The US Southern Command (Southcom) has requested $49 million to build a new prison building at Guantanamo Bay, Cuba “for special detainees” as well as carry out other “necessary” renovations, US media reveal.
The proposed facility is an apparent replacement for Camp 7, which was constructed to hold 14 “high-value” detainees – including the self-described 9/11 attack architect Khalid Shaikh Mohammed – who had been in CIA custody, but were handed over to the military in 2006.
The proposed prison comes on top of funds previously requested to upgrade the camp’s facilities, including a new dining hall, barracks for prison guards, a hospital, a “legal meeting complex” and a “communications network facility” to store data, the New York Times reports.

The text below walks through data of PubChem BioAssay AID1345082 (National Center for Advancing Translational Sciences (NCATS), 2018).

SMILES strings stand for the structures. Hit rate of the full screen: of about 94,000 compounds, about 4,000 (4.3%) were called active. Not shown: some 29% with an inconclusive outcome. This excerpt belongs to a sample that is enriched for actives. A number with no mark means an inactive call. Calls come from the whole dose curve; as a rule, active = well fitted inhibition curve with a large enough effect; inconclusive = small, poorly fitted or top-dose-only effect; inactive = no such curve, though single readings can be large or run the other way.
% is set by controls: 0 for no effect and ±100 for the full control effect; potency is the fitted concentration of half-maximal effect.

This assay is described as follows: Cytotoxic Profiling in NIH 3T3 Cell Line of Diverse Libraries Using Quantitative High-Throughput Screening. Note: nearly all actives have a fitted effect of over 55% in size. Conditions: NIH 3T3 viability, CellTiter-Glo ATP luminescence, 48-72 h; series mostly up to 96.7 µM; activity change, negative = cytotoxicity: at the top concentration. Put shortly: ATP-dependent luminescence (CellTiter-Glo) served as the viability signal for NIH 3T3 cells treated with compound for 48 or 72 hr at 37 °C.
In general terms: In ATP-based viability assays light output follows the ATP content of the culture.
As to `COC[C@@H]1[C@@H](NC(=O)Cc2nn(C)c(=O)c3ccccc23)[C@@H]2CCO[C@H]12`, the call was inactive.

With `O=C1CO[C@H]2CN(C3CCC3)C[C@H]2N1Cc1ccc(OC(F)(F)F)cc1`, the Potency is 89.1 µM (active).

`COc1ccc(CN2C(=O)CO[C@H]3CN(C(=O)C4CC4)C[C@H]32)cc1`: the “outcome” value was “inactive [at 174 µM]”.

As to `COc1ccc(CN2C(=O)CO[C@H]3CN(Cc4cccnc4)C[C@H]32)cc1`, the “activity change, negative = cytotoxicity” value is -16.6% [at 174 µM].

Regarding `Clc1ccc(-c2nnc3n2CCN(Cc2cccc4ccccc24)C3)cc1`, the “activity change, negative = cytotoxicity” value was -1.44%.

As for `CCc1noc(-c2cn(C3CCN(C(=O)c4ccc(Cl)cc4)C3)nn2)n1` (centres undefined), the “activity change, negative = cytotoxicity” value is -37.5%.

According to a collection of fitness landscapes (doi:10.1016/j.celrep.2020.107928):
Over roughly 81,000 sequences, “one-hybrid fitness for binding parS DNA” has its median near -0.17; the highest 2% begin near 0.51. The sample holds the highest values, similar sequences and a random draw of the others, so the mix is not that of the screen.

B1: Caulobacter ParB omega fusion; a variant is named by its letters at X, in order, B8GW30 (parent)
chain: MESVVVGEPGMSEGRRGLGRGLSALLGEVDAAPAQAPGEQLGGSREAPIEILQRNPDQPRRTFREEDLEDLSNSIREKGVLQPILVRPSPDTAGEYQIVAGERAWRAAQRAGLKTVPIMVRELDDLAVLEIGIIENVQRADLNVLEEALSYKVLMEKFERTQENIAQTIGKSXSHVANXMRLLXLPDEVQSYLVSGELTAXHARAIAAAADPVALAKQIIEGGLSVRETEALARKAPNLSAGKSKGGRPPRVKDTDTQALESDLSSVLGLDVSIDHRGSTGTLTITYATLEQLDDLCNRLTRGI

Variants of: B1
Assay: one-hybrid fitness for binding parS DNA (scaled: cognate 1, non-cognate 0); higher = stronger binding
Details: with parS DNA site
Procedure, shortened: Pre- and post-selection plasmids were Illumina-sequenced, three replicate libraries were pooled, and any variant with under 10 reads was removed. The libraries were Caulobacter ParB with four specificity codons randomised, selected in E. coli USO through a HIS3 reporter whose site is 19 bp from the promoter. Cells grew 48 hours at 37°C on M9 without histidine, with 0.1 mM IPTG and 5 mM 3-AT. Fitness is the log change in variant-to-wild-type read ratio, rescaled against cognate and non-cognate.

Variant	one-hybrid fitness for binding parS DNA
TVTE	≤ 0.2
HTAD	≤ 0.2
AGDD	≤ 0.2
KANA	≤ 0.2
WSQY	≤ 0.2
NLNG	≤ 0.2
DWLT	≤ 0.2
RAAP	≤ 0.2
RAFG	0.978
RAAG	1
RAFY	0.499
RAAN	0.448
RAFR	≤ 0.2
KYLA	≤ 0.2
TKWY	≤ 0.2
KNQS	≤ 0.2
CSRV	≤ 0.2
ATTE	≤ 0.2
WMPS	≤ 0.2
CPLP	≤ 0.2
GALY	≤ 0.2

Many of the facilities were in a state of disrepair as they were never intended to be used on a permanent basis, a Southcom spokesman told the Huffington Post.
“Most of the buildings and infrastructure were built for a short-term mission,” said Lt. Cmdr. Ron Flanders. “We got down there in 2002, but never in a million years would we still have this in 2013 with no end in sight.”
The additional request will balloon the overall cost to $195.7 million, significantly higher than the estimated $150-170 million that Southcom commander General John Kelly gave while providing congressional testimony on Wednesday, NYT reports.
The special detention facility was also not included among the list of proposed constructions released by Southcom on Wednesday.
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